1. cincyspj: Boehne: Younger news consumers “agnostic to where it (news) comes from, as long as it serves the purpose”.
  2. Hetzel: Internet & multimedia let us tell more of the story than we can in just print.
  3. Schulhofer-Wohl: News source doesn’t matter as much as people getting the news & being able to think critically about it

(Cast: Rich Boehne, CEO of E.W. Scripps Company;  Dennis Hetzel, manager,; Sam Schulhofer-Wohl, Princeton University economics professor; also on the panel, New York Times reporter Jacques Steinberg).

  • Skype: This was an experiment tried but not executed. A fifth panelist was to join us virtually via Skype from New Mexico (M. E. Sprengelmeyer is the owner and publisher of the Guadalupe County Communicator in New Mexico; he previously covered national affairs in Washington for the Rocky Mountain News, which was closed last year).  For reasons still being diagnosed, the Skype didn’t work – possibly because of soundboard complications given the other feeds necessary for the evening. The idea was to have the Skype video and audio on screen “live” and interacting with the in-person panelists. We’re already planning our next Skype use, and we’ll get the bugs out.
  • Podcast: The Forum was previewed on a local public radio station, WVXU, when then posted the podcast and archived it:

It is worth mentioning that this Forum was born, appropriately enough, from a blog. Last year, the prestigious media think tank, The Poynter Institute, posted their widely read journalism blogger Jim Romenesko’s reference to some new research about newspapers and civic activity. Here’s t he intro, posted March 16, 2009:

Newspapers do matter, Princeton study finds

The shutdown of a newspaper has an immediate and measurable impact on local political engagement, according to a new study by economists at Princeton University.

The focus of the study was the closing in 2007 of The Cincinnati Post, where I had been managing editor, so naturally, I took an interest. I called the author, Dr.  Schulhofer-Wohl,and invited him to NKU to speak, and then set to work with a planning committee to build a public forum around the topic. Meanwhile, ADP’s eCitizenship initiative as born and so, as we planned the Forum, we looked for ways to build in many of the tools I’d heard about at ADP’s Wayne State University conference on eCitizenship.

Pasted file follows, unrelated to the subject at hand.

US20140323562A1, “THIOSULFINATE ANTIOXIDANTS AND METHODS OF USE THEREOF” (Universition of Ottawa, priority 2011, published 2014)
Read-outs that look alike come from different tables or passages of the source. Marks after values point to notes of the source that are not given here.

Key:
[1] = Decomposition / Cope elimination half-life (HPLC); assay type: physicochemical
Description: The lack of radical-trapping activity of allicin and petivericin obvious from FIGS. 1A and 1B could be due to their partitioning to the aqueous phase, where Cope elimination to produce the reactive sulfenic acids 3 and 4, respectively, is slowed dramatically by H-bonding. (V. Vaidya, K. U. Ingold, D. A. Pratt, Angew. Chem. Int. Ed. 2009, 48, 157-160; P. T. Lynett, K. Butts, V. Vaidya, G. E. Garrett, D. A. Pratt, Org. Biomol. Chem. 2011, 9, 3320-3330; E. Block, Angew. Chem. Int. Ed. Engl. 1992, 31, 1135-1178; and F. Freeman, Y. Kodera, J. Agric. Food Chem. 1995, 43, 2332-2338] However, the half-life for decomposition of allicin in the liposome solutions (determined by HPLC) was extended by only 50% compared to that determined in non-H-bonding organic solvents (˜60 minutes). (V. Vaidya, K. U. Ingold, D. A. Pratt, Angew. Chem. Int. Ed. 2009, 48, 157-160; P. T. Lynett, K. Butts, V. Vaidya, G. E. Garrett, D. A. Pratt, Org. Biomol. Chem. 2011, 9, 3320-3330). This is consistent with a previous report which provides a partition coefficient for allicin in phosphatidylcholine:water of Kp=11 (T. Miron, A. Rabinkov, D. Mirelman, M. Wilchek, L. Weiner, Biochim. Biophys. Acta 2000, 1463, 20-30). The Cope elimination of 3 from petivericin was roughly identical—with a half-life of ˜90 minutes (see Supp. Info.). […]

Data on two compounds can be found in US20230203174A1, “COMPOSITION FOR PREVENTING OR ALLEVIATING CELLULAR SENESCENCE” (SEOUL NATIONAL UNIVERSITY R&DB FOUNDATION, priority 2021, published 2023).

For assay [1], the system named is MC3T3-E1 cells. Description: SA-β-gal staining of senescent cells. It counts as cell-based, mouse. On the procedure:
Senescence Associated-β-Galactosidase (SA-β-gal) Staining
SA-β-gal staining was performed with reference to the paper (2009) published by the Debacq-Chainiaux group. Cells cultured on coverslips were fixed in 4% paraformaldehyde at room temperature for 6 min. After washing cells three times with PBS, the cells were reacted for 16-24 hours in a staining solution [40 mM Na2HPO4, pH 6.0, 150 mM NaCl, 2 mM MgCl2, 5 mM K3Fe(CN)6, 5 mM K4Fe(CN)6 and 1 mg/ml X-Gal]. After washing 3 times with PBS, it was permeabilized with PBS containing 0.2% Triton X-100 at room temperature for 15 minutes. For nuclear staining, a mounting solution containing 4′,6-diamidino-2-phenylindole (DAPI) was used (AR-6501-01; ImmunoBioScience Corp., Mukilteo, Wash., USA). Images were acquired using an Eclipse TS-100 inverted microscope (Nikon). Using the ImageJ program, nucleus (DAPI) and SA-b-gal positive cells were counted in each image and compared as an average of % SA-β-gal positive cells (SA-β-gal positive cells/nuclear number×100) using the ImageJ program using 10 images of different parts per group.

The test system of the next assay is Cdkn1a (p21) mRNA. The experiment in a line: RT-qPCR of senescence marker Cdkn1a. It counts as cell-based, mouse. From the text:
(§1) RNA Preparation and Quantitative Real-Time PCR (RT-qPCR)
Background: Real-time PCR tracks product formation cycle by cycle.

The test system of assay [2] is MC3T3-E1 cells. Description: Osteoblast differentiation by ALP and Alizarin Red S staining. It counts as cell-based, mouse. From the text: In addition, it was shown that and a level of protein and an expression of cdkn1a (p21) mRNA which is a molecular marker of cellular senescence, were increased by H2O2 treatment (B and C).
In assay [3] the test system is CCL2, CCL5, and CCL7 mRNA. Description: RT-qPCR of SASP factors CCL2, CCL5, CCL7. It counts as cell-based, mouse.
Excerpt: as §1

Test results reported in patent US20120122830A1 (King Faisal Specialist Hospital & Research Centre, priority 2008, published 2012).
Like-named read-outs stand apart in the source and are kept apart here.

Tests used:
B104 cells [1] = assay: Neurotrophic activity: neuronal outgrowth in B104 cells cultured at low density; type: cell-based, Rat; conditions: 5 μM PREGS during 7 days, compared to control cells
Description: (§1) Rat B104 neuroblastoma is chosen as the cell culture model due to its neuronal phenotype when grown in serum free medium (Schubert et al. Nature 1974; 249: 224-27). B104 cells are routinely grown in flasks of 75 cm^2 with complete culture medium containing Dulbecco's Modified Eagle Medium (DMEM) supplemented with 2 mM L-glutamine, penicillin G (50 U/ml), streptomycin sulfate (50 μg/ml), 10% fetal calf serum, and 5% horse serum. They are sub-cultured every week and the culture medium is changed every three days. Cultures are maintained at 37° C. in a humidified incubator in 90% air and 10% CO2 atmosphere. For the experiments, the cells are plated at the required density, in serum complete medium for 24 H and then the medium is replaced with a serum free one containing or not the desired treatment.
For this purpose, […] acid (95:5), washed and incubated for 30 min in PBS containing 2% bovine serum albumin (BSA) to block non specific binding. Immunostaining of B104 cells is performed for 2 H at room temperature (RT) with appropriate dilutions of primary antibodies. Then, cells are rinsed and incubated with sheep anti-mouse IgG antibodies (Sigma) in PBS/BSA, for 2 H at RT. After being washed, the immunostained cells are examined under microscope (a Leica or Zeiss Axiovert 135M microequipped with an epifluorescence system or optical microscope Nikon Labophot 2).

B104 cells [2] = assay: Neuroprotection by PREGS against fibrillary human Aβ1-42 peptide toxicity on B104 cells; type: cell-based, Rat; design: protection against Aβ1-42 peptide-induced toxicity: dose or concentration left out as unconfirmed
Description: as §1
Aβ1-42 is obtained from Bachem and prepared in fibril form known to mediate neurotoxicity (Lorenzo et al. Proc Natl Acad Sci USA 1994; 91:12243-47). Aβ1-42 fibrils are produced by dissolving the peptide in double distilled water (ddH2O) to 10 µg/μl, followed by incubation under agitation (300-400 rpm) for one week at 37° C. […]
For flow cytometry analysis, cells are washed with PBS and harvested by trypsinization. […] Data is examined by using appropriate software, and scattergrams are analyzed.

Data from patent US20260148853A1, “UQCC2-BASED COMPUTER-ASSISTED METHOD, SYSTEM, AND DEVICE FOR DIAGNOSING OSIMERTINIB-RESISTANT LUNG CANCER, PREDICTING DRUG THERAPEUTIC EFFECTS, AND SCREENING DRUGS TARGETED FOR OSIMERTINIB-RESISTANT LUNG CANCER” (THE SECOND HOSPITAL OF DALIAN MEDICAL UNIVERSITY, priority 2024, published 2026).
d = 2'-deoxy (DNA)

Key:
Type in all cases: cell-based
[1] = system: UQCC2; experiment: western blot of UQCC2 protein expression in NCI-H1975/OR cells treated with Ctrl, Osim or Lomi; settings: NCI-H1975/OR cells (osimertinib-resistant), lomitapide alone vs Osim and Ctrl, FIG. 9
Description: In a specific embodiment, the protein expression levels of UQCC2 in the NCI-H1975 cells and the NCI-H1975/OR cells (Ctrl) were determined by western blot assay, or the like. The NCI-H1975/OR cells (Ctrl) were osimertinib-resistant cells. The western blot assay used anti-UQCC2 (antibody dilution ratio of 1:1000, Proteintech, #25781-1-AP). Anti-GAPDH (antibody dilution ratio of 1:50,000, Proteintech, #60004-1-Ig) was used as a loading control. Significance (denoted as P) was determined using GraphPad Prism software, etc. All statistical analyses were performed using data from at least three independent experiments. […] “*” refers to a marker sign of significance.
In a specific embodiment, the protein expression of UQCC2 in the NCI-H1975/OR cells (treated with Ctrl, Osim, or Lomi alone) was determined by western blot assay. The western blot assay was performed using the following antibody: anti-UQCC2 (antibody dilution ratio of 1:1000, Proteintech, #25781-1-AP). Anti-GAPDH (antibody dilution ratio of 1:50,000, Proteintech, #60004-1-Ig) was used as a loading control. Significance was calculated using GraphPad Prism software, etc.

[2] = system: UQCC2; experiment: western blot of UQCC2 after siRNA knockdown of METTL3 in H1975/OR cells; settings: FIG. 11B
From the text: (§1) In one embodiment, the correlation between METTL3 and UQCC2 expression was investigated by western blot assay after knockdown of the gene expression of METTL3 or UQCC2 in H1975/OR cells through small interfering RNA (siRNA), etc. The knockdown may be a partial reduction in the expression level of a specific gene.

As for the conclusion of the Forum panel on the future of media, it was this: “E” tools are here to stay, they are empowering for a democracy and citizens, like the media and media companies, need to keep learning how to use them effectively to encourage a substantive and smart civic dialogue.

I’ll talk more about the Forum during a session at this summer’s ADP conference. Meanwhile, I can share more via email with anyone interesed. I’m at

One very significant “thank you” is in order: NKU is a New York Times and USA Today readership program campus, and the Times worked very closely with us to provide reporter Jacques Steinberg as a speaker. He also met with our faculty to discuss his blog on higher education and the admissions process, The Choice. In addition, he met with about 40 NKU journalism and international students to discuss modern media for 90 minutes. So the Forum leveraged some other valuable programming on campus, and the Times readership program was key to making this value-added feature possible.


Mark Neikirk is the executive director of Scripps Howard Center for Civic Engagement at Northern Kentucky University. The Center’s website is